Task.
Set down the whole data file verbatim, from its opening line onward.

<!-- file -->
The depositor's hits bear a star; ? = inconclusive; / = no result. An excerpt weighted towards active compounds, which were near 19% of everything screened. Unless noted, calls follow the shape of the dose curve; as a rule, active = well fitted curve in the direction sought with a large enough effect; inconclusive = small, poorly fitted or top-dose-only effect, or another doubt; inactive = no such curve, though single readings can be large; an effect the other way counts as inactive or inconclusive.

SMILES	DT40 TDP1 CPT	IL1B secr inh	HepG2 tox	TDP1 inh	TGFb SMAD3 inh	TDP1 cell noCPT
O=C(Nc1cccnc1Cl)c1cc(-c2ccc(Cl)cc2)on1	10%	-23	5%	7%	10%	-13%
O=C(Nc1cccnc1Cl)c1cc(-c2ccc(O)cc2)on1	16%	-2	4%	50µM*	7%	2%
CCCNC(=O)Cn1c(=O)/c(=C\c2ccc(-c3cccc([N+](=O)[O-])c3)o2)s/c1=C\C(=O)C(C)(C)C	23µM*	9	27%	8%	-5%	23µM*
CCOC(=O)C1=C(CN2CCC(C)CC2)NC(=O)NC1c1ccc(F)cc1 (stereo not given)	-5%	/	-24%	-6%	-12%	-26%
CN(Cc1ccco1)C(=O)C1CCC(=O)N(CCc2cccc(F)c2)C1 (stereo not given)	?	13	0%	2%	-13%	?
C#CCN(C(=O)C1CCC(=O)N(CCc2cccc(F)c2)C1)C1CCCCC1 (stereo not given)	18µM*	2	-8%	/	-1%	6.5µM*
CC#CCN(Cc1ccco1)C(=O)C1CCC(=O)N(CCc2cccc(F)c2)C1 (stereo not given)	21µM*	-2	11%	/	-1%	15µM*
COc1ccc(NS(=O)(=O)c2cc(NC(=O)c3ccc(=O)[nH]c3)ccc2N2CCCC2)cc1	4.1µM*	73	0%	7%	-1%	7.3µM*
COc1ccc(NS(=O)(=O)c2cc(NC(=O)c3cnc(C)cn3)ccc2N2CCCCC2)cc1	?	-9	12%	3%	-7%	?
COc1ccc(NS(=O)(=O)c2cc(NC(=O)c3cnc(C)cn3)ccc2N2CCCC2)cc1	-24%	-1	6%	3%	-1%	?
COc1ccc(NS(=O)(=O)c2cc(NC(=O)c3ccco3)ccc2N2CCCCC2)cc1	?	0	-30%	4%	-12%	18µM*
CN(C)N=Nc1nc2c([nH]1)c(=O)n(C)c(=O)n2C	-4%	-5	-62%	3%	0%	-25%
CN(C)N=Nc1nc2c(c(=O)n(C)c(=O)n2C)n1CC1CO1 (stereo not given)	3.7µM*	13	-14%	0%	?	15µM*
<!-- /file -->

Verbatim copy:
The depositor's hits bear a star; ? = inconclusive; / = no result. An excerpt weighted towards active compounds, which were near 19% of everything screened. Unless noted, calls follow the shape of the dose curve; as a rule, active = well fitted curve in the direction sought with a large enough effect; inconclusive = small, poorly fitted or top-dose-only effect, or another doubt; inactive = no such curve, though single readings can be large; an effect the other way counts as inactive or inconclusive.

SMILES	DT40 TDP1 CPT	IL1B secr inh	HepG2 tox	TDP1 inh	TGFb SMAD3 inh	TDP1 cell noCPT
O=C(Nc1cccnc1Cl)c1cc(-c2ccc(Cl)cc2)on1	10%	-23	5%	7%	10%	-13%
O=C(Nc1cccnc1Cl)c1cc(-c2ccc(O)cc2)on1	16%	-2	4%	50µM*	7%	2%
CCCNC(=O)Cn1c(=O)/c(=C\c2ccc(-c3cccc([N+](=O)[O-])c3)o2)s/c1=C\C(=O)C(C)(C)C	23µM*	9	27%	8%	-5%	23µM*
CCOC(=O)C1=C(CN2CCC(C)CC2)NC(=O)NC1c1ccc(F)cc1 (stereo not given)	-5%	/	-24%	-6%	-12%	-26%
CN(Cc1ccco1)C(=O)C1CCC(=O)N(CCc2cccc(F)c2)C1 (stereo not given)	?	13	0%	2%	-13%	?
C#CCN(C(=O)C1CCC(=O)N(CCc2cccc(F)c2)C1)C1CCCCC1 (stereo not given)	18µM*	2	-8%	/	-1%	6.5µM*
CC#CCN(Cc1ccco1)C(=O)C1CCC(=O)N(CCc2cccc(F)c2)C1 (stereo not given)	21µM*	-2	11%	/	-1%	15µM*
COc1ccc(NS(=O)(=O)c2cc(NC(=O)c3ccc(=O)[nH]c3)ccc2N2CCCC2)cc1	4.1µM*	73	0%	7%	-1%	7.3µM*
COc1ccc(NS(=O)(=O)c2cc(NC(=O)c3cnc(C)cn3)ccc2N2CCCCC2)cc1	?	-9	12%	3%	-7%	?
COc1ccc(NS(=O)(=O)c2cc(NC(=O)c3cnc(C)cn3)ccc2N2CCCC2)cc1	-24%	-1	6%	3%	-1%	?
COc1ccc(NS(=O)(=O)c2cc(NC(=O)c3ccco3)ccc2N2CCCCC2)cc1	?	0	-30%	4%	-12%	18µM*
CN(C)N=Nc1nc2c([nH]1)c(=O)n(C)c(=O)n2C	-4%	-5	-62%	3%	0%	-25%
CN(C)N=Nc1nc2c(c(=O)n(C)c(=O)n2C)n1CC1CO1 (stereo not given)	3.7µM*	13	-14%	0%	?	15µM*